How many miles overall are you looking for?
What elevation are you coming in from?
What difficulty are you looking for (i.e. summits are high altitude and steep but gorgeous)
What's your level of acceptable other people?
I've been hiking here for 2 years around the front range (denver area to rocky mountain national park) and here's my observations for that early in the season:
Plan on the mosquitoes being out in droves, even in the areas still full of snow on the trail. For many areas, plan on slogging through tons of melting snow drifts even if the weather is in the 80's at the trail head.
Bring snow baskets on your poles. Consider snow shoes if you'll be summiting from the north side. No amount of waterproof shoes and knee high gaiters will prevent your feet from being soaked if you are on a trail with snow melt.
Some spots are practically glaicers with combinations of re-freezing snow melt and slippery slops into raging rivers - Katoohla Microspikes wouldn't be a bad investment in spots as crampons offer a lot more safty.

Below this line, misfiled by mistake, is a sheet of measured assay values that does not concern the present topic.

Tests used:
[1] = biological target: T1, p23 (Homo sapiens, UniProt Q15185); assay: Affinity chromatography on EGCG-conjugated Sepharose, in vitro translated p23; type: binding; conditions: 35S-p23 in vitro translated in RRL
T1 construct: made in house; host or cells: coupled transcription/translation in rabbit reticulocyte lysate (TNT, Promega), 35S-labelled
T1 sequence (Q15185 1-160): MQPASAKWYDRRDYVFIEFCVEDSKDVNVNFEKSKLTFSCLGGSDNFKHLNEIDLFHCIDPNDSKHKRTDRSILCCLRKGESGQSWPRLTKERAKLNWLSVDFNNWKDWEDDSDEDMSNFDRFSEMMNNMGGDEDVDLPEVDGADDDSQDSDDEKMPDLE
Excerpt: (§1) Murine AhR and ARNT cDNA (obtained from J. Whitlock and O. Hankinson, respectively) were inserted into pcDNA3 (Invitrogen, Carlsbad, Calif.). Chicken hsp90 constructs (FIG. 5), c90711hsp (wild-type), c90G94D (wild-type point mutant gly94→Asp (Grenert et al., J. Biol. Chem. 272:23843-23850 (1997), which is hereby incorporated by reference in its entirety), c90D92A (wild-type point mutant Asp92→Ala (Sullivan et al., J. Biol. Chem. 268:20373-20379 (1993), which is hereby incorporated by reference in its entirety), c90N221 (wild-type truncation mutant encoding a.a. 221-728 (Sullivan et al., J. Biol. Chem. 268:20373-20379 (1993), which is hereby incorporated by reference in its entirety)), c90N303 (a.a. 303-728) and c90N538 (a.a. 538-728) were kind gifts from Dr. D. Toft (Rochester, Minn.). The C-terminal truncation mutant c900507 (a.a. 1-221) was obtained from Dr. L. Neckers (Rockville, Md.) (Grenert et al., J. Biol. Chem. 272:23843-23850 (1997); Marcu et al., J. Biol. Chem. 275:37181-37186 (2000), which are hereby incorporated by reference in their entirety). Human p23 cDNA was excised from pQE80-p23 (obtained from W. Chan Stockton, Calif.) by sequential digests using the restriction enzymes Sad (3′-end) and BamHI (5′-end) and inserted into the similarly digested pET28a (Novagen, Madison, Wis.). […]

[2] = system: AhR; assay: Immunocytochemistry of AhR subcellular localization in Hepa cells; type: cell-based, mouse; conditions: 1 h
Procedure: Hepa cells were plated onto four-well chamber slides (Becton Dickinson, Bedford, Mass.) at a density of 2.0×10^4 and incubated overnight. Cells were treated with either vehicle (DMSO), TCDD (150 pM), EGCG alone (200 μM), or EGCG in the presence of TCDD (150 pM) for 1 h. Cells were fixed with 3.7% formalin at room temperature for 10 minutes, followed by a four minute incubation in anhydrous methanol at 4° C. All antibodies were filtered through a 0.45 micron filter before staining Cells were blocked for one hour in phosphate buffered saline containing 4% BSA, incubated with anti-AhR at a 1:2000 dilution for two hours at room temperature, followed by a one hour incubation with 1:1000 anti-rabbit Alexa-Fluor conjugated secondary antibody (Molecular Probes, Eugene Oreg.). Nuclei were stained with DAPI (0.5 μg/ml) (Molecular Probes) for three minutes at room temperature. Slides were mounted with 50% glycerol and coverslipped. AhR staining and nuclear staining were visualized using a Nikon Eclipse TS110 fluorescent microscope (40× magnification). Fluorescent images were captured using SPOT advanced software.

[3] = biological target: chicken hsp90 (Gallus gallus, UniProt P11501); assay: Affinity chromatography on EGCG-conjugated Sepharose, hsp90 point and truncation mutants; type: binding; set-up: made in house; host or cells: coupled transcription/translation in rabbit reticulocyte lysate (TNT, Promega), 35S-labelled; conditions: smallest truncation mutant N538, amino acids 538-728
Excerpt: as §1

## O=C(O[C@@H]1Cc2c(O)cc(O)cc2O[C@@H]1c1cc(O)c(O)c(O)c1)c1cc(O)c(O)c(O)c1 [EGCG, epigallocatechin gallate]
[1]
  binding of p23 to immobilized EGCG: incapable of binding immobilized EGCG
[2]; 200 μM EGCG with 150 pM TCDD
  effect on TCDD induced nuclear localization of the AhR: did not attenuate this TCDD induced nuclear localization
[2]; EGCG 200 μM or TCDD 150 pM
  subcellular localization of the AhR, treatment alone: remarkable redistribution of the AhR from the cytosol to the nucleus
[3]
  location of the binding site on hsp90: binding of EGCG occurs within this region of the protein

They don't start giving out wilderness permits until June 1 for a reason - trails over 8,000 feet that aren't in southern exposure are often in horrible condition until mid June at least. the trails look like snow drifts every 6 feet with a river running under foot. You start up a drift and end up punching through and slogging through until your hip deep. It drains energy and slows you down to a crawl.
Lost Creek Wilderness has a lower average elevation and may offer suitable options. Indian Peaks is excellent, but not that time of year (slosh fest). Probably the same from many trails in Rocky Mountain National Park. I unfortunately haven't been to Flat Tops Wilderness or the Weminuche Wilderness during that time of year to tell you, but the rangers around here are helpful and often quite knowledgable, so call the ranger district and ask for advice.
Find yourself trails that are on the southern exposure for your best bet. Many of them are already clear (it's been sunny and in the 50-60's), even over 10,000 ft, but as soon as your in the shade it can be 4-6 feet deep.
All that said, I'll be out there hiking too, so at least you won't be suffering alone. My hiking season started 2 weeks ago, I just learn to adjust my trails to shorter spans that are melted off or ask the rangers for the most compacted snow trails so I only need to pack microspikes and can forgo the snow shoes.